U.S. Pot Banking Bill May Hurt Canada Exchanges

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NEWS U.S. pot banking bill may hurt Canada exchanges U.S. SAFE Banking Act won’t automatically open every institution to working with cannabis industry, but it will push many in that direction By Kristine Owram, Bloomberg The SAFE Banking Act may be the clearest sign yet that the U.S. is steamrolling toward federal legalization. Getty Images

The advancement of the SAFE Banking Act indicates it won’t be long before U.S. stock exchanges open up to cannabis listings, a potential blow to Canadian bourses that have carved a lucrative niche for pot.

The U.S. House of Representatives voted 321-103 last week in favour of the Secure and Fair Enforcement Banking Act, which would allow banks to do business with legal cannabis companies. Currently, the industry is forced to conduct many transactions in cash because of its lack of access to the banking system.

“The bill now faces the more difficult hurdle of the Republican-controlled Senate, but most industry analysts believe a version of it will pass by next year.”

This would do more than allow U.S. pot companies to open accounts at deposit-taking institutions, said Jodi Avergun, a Washington-based partner at Cadwalader, Wickersham & Taft LLP.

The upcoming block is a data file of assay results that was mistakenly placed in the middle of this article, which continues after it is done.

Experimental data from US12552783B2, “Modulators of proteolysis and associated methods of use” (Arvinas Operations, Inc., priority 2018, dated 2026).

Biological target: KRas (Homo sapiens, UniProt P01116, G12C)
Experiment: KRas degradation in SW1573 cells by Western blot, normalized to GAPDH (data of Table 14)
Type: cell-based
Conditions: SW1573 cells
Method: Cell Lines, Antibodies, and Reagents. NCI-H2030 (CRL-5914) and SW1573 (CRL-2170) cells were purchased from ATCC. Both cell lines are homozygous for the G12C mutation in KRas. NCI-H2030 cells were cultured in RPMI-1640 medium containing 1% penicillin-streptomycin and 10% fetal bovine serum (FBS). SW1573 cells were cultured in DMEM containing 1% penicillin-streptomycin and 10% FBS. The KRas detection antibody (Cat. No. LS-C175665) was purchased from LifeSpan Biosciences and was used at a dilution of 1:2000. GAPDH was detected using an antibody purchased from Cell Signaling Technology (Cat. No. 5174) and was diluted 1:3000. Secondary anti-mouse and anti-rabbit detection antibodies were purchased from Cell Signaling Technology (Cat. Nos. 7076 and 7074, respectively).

Avergun pointed to Section 3 of the bill, which says transactions conducted by legal cannabis businesses won’t be considered proceeds of a crime under money-laundering laws. That won’t automatically open every institution to working with the cannabis industry, but it will push many of them in that direction.

“If it’s not money laundering, then that risk of prosecution goes away for investment banks, trading houses, the stock markets, all of those things,” Avergun said. “There are quite a few financial institutions that are close to the fence, but not quite over the fence on their comfort in doing these transactions, and for those, this will push them over.”

This is particularly true for U.S. stock exchanges, which currently won’t list so-called “plant-touching” companies with U.S. operations because the drug remains illegal at the federal level.

“That’s exactly who’s going to look at Section 3 and say, ‘Wow, that really protects us, no one’s going to say that we’re committing money laundering,” she said.

That doesn’t bode well for Canadian bourses like the Canadian Securities Exchange, as well as some investment banks that have turned cannabis into a big business after the country legalized pot almost a year ago. Many American pot companies have expressed interest in moving to the New York Stock Exchange or Nasdaq when they can, and will likely prefer to work with the big U.S. banks as well.

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